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Walking Our Spirits Home from Kamloops provides path to healing

First Nations in and beyond Secwépemc territory join in to honour residential school survivors

A journey described as one of both sorrow and healing began on June 11 at the Kamloops Indian Residential School, reaching its destination on June 13 at the home of the Adams Lake band near Chase.

Many different First Nations came from far and wide to participate in the Walking Our Spirits Home event, which honoured residential school survivors, those who never returned and all those affected by the institutions.

Held by the Adams Lake band following the confirmation of the remains of 215 children at the residential school, the walk’s last segment on June 13 included a stop at the Adams Lake graveyard to honour past residential school survivors.

“We started to put on our purple and blue colours – those are healing colours,” said speaker Paul Michel at the closing ceremony held outside the Adams Lake gym.

“We’re still within that pain (the orange), but now we’re slowly transforming to the purple and the blues.”

He spoke of the healing from welcoming the ancestors back home.

Michel also offered two suggestions to allies: One, that allies educate themselves about the truth and about reconciliation and, two, “allies must get to know us, listen to our traditions, our ceremonies and our stories.”

In one of many emotional moments during the closing ceremony, the names of 82 Adams Lake survivors of residential schools were called out and those in attendance were ‘blanketed’ or given gifts to honour them. Residential school survivors from other First Nations were also honoured with gifts.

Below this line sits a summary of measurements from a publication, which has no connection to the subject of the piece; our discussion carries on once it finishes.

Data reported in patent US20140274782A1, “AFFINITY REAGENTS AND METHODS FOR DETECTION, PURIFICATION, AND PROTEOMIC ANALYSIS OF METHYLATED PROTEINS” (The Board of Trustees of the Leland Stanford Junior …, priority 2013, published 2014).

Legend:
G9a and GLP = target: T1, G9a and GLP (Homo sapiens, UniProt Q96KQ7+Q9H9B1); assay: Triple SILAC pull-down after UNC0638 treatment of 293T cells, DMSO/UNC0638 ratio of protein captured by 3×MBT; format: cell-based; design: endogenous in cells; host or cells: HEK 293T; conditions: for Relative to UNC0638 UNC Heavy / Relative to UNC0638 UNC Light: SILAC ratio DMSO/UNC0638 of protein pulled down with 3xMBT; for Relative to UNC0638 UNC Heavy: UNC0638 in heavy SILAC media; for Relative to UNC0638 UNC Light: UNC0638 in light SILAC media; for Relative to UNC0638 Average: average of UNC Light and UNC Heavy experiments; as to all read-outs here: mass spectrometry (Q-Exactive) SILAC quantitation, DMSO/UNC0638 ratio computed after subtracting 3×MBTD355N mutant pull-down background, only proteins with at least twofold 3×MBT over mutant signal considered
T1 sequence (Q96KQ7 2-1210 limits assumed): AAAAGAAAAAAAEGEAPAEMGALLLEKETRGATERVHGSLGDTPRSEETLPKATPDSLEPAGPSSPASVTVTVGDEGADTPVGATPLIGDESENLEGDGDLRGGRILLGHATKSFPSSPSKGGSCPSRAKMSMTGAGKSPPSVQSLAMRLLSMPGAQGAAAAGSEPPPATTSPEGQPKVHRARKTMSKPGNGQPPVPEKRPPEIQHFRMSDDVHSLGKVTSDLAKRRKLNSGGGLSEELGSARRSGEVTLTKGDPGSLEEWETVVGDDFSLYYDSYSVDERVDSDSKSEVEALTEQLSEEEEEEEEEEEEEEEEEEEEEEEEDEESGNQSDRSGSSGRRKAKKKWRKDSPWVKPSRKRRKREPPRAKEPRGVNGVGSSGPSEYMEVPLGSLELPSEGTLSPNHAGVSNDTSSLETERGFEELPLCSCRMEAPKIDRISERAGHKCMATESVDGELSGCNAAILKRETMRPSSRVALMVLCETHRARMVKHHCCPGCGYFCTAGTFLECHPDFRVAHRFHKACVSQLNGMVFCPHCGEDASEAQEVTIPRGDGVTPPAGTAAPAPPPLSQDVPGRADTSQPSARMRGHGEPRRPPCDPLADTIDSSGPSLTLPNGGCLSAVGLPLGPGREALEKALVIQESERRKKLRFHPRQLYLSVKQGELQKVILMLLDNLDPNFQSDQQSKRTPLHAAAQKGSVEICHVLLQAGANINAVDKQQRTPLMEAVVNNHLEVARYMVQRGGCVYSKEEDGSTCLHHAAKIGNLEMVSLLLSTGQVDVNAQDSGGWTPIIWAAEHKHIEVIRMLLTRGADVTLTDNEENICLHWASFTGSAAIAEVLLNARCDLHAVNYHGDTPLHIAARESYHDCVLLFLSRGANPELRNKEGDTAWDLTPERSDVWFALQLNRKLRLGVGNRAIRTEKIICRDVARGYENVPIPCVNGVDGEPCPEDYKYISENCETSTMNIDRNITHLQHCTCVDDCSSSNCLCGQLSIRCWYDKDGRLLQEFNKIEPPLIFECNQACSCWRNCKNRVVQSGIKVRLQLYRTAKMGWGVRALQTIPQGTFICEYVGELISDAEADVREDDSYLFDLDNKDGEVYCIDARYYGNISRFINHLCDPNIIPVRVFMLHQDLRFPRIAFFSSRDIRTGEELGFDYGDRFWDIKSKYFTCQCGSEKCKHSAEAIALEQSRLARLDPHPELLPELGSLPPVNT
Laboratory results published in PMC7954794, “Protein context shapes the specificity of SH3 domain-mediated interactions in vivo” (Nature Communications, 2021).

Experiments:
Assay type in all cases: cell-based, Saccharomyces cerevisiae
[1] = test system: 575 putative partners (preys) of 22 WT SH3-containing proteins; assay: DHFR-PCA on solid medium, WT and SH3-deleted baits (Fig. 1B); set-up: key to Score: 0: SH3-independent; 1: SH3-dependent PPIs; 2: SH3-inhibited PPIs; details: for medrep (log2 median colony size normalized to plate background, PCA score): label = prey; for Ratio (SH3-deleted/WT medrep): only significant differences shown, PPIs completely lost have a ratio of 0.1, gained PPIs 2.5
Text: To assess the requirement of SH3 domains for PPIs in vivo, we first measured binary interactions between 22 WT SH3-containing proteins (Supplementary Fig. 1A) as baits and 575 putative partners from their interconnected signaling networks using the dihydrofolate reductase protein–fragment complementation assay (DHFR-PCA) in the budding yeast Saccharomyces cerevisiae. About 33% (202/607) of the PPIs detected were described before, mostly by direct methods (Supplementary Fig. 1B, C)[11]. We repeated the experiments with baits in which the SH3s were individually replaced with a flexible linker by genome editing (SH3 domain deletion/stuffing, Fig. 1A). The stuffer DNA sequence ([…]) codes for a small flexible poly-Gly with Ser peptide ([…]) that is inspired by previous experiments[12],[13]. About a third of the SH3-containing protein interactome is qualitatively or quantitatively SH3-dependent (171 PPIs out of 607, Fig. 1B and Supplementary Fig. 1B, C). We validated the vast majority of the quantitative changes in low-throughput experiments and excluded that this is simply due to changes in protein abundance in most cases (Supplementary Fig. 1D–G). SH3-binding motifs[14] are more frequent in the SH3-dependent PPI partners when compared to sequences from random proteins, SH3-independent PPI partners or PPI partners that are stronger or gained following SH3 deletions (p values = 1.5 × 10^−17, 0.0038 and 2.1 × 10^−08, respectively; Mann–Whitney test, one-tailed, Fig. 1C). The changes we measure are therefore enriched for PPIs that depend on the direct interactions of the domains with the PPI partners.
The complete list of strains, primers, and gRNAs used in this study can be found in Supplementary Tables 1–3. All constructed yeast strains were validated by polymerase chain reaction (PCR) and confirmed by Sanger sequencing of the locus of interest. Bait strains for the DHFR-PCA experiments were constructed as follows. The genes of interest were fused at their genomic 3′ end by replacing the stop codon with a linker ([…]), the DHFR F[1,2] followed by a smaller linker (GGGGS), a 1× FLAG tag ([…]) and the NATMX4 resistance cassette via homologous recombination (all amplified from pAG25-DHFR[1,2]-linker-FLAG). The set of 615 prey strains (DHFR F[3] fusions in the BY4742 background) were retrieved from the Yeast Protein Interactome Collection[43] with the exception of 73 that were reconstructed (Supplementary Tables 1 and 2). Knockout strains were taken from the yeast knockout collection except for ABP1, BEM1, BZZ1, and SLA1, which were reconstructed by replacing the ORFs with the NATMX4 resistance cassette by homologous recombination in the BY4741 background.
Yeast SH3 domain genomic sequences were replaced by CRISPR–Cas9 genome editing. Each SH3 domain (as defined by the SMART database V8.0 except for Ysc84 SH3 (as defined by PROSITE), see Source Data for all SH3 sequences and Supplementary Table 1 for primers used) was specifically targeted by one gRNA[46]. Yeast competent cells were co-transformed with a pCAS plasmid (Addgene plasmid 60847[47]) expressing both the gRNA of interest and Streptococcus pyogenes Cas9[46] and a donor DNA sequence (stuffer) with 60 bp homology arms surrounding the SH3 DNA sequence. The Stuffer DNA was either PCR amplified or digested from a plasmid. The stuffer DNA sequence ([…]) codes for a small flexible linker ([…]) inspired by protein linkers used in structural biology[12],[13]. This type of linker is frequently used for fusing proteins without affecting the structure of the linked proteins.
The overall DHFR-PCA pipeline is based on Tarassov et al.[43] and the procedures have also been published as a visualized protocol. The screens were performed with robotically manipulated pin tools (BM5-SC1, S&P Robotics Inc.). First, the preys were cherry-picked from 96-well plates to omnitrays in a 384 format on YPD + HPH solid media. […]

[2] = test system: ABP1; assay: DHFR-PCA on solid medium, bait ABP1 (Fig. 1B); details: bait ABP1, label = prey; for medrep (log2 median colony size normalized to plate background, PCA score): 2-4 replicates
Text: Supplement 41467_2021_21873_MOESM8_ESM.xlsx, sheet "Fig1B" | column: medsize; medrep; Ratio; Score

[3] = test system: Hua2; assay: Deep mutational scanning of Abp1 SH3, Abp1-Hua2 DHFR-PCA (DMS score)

Then a powerful honour song sung for the survivors seemed to lift the atmosphere in the large open-air covered area where participants were gathered.

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More than one person thanked the survivors because, without them, many of those present would not have been.

Kukpi7 (Chief) Cliff Arnouse welcomed and thanked the other First Nations, the singers, the spiritual leaders and the elders in attendance for their words and support.

He said the 215 unmarked graves mean the reality is undeniable now, “heartbreaking, shocking, genocide. We have a lot of work to do. We’re only just beginning. We’ve all got to be closer together now.”

On the walk, some people were crying, some laughing, some were just tired, he said, “and it’s time to do something.”

“I am so grateful to hear the songs. So grateful to hear the people laughing together. That’s what it’s all about. We’re all here to heal together. All the other stuff isn’t worth very much if we’re still sick.

“We need to heal. We need to get better. We need to get together and unite and be able to move forward in a good way.”

Speakers included Chase Mayor Rod Crowe who referred to Chase residents, saying there are “2,500 of us who live across the river who want to honour and respect all the survivors and all of those that never made it home.”

Adams Lake Councillor Brandy Chelsea, who envisioned the Walking Our Spirits Home event two years earlier, expressed her appreciation for the songs and thanked people for being part of the vision.
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Martha Wickett

About the Author: Martha Wickett

came to Salmon Arm in May of 2004 to work at the Observer. I was looking for a change from the hustle and bustle of the Lower Mainland, where I had spent more than a decade working in community newspapers.
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